SD: We have seen the pictures and reports of mass death in these detention facilities, but what happens to those who survive?
WT: If we want to talk about the medical conditions found in security branches, we see chronic diseases, we’re talking about crowded cells outnumbering their capacity by 10 times. Many prisoners sleep standing up because the cells are so overcrowded. Both individuals and groups undergo unimaginable torture, resulting in hallucinations and psychosis.
Due to the poor hygiene conditions, many get scabies and other skin conditions. Sometimes, detainees are forced to sleep next to cadavers.
This systematic torture and dehumanization means that the individual is no longer able to lead a normal social life in their environment, and the Syrian government knows this, and this is why this method is used on such a large scale.
SD: Your organization, INSAN, has been working on the issue since early 2011. Is it more difficult now to get accurate statistics?
WT: It is extremely difficult now as many families have fled, and others live in besieged areas and fear for their lives. We used to be able to interview IDPs in Beirut before the visa requirement was imposed. In July 2011 alone, INSAN documented 8,000 cases of detentions and forced disappearances, and 70 percent of those we interviewed said they had at least one male family member detained.
SD: Has any organization ever been allowed to inspect these facilities?
WT: The ICRC (International Committee of the Red Cross) was allowed into the big central prisons, but not the detention centers. The prisoners who stay in central jails have already been processed by either the security forces, the secret police (mukhabarat), or the political security branches. These prisons are considered to be relatively better than detention centers.
When detainees enter one of the central jails, they are entering into the corrupt judiciary system, which, in some cases, means they will be released at some point. This happens either by paying bribes, or to make room to new prisoners.
SD: After the Caesar Report was released, it was believed that Syrian officials involved in the systematic torture and killing of prisoners could face war crimes trials. Two years have passed since these photographs surfaced and no one has been brought to justice. What does this say about the effectiveness of the documentation and the reliance on the International Criminal Court?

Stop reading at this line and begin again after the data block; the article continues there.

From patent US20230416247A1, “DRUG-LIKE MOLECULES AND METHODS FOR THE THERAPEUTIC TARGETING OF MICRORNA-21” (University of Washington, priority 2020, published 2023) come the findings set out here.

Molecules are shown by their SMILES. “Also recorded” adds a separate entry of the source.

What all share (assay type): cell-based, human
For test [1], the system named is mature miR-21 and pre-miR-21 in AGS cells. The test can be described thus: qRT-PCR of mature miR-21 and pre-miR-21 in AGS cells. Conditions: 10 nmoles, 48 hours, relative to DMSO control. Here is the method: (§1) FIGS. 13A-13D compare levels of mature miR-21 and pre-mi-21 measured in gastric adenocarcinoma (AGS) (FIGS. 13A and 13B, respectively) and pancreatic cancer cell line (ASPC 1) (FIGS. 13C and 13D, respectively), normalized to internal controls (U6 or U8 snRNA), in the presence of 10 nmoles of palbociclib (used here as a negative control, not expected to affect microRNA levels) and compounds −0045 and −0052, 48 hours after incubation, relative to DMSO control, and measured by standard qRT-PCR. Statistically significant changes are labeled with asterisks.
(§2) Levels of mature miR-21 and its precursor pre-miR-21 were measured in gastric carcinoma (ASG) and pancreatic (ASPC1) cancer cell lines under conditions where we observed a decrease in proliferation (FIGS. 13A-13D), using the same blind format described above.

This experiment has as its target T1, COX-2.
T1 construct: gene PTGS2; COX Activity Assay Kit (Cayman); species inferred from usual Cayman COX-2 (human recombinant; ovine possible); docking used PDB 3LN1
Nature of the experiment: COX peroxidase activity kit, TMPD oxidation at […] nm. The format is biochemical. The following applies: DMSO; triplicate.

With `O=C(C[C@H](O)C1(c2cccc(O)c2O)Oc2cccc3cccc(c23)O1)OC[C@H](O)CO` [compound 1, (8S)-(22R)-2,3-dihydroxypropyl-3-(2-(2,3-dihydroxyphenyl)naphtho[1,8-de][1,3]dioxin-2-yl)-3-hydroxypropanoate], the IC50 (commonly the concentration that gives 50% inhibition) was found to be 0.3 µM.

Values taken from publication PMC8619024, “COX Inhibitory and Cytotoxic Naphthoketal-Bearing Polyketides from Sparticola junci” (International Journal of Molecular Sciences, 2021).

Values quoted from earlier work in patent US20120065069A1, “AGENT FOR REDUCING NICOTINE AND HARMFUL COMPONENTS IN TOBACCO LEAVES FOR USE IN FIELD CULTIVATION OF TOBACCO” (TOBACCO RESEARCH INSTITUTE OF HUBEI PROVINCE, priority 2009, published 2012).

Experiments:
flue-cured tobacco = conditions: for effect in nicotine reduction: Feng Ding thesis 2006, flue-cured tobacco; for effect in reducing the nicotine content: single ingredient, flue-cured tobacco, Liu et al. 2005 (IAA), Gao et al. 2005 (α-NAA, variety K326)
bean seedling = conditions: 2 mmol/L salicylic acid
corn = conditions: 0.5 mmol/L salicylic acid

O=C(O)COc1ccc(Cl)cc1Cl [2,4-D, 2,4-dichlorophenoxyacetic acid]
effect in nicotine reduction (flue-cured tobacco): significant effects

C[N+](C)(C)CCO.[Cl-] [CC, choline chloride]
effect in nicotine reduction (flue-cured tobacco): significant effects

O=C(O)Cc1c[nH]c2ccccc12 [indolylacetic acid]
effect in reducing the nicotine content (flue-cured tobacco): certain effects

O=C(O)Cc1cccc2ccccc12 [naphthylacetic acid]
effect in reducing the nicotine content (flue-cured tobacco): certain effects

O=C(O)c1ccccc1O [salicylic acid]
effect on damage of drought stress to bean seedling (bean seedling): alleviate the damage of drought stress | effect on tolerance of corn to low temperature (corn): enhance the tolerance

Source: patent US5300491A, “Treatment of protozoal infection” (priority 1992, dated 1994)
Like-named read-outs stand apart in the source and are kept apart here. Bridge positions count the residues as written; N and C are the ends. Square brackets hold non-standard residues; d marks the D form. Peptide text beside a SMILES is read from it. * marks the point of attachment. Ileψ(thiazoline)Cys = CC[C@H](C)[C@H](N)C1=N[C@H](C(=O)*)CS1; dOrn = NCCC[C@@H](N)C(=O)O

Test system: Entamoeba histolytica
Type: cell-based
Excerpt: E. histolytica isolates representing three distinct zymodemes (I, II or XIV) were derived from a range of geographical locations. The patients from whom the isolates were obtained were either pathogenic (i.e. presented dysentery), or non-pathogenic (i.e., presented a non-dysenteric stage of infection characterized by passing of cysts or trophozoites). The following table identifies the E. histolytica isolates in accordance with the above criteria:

WT: To answer in practical terms, the Russians and the Chinese did not allow a referral for the International Criminal Court to have a jurisdiction in Syria, and no one in the West was serious enough to overrule this. World powers believed that the solution to the Syrian crisis should be a political one, and in a political solution you don’t send leaders to court.
As for documentation, the importance lies in the fact that one day this will all be over, and the families of those who died or disappeared will deserve to finally get an answer. If we look back at Argentina, Lebanon, Sudan, and all the other case studies of war, after the war is over and people start rebuilding their countries, you see thousands of mothers, fathers, husbands, and wives asking about what happened to their loved ones.
SD: You recently mentioned that there’s a window of opportunity now for civil society groups to gain momentum. What makes you believe that?
WT: The Syrian civil society has finally been given a role to play in the negotiations. That alone is considered an achievement when compared to Geneva I and II. They are in Geneva, they are in [U.N. Syrian envoy Staffan] de Mistura’s team of advisers, and they have a voice.
However, the reality remains that the end result will be decided by the strongest side, and the strongest side now remains to be the Syrian government and its allies. That being said, these individuals who work day and night on the issue of detainees have a chance to keep rolling the snowball until some real changes happen. It started with the ceasefire, and will eventually lead to the issue of prisoners.
Zuhour Mahmoud is a journalist for Syria Deeply.
[Photo courtesy of Freedom House]